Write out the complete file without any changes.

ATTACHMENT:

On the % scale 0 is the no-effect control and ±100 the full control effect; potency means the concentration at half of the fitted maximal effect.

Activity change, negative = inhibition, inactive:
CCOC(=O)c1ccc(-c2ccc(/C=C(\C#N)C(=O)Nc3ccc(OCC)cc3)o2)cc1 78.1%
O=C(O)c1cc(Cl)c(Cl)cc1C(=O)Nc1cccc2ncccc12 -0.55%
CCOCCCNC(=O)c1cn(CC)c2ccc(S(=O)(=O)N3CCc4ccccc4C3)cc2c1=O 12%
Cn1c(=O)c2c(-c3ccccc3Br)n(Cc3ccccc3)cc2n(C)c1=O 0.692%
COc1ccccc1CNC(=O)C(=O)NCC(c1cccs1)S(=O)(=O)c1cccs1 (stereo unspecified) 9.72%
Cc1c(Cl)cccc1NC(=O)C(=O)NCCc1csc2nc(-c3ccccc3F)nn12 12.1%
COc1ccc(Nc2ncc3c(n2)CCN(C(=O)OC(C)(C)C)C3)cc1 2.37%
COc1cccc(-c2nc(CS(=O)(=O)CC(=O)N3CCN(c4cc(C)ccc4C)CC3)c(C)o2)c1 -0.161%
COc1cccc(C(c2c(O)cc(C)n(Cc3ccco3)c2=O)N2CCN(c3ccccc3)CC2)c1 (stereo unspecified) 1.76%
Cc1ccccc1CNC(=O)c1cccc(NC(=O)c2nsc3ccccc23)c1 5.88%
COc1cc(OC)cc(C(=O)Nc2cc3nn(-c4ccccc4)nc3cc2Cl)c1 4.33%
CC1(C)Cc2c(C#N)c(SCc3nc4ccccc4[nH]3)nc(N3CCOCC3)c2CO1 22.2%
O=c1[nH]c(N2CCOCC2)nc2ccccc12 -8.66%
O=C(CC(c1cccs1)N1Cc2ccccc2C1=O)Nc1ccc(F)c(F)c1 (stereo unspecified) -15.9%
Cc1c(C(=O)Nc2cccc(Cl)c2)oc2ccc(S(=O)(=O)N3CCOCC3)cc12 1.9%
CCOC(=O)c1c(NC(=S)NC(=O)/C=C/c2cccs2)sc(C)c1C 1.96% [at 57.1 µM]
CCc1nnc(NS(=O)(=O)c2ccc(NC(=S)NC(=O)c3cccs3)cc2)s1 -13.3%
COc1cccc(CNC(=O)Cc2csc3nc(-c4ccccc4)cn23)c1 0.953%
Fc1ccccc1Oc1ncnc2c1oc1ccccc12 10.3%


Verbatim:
On the % scale 0 is the no-effect control and ±100 the full control effect; potency means the concentration at half of the fitted maximal effect.

Activity change, negative = inhibition, inactive:
CCOC(=O)c1ccc(-c2ccc(/C=C(\C#N)C(=O)Nc3ccc(OCC)cc3)o2)cc1 78.1%
O=C(O)c1cc(Cl)c(Cl)cc1C(=O)Nc1cccc2ncccc12 -0.55%
CCOCCCNC(=O)c1cn(CC)c2ccc(S(=O)(=O)N3CCc4ccccc4C3)cc2c1=O 12%
Cn1c(=O)c2c(-c3ccccc3Br)n(Cc3ccccc3)cc2n(C)c1=O 0.692%
COc1ccccc1CNC(=O)C(=O)NCC(c1cccs1)S(=O)(=O)c1cccs1 (stereo unspecified) 9.72%
Cc1c(Cl)cccc1NC(=O)C(=O)NCCc1csc2nc(-c3ccccc3F)nn12 12.1%
COc1ccc(Nc2ncc3c(n2)CCN(C(=O)OC(C)(C)C)C3)cc1 2.37%
COc1cccc(-c2nc(CS(=O)(=O)CC(=O)N3CCN(c4cc(C)ccc4C)CC3)c(C)o2)c1 -0.161%
COc1cccc(C(c2c(O)cc(C)n(Cc3ccco3)c2=O)N2CCN(c3ccccc3)CC2)c1 (stereo unspecified) 1.76%
Cc1ccccc1CNC(=O)c1cccc(NC(=O)c2nsc3ccccc23)c1 5.88%
COc1cc(OC)cc(C(=O)Nc2cc3nn(-c4ccccc4)nc3cc2Cl)c1 4.33%
CC1(C)Cc2c(C#N)c(SCc3nc4ccccc4[nH]3)nc(N3CCOCC3)c2CO1 22.2%
O=c1[nH]c(N2CCOCC2)nc2ccccc12 -8.66%
O=C(CC(c1cccs1)N1Cc2ccccc2C1=O)Nc1ccc(F)c(F)c1 (stereo unspecified) -15.9%
Cc1c(C(=O)Nc2cccc(Cl)c2)oc2ccc(S(=O)(=O)N3CCOCC3)cc12 1.9%
CCOC(=O)c1c(NC(=S)NC(=O)/C=C/c2cccs2)sc(C)c1C 1.96% [at 57.1 µM]
CCc1nnc(NS(=O)(=O)c2ccc(NC(=S)NC(=O)c3cccs3)cc2)s1 -13.3%
COc1cccc(CNC(=O)Cc2csc3nc(-c4ccccc4)cn23)c1 0.953%
Fc1ccccc1Oc1ncnc2c1oc1ccccc12 10.3%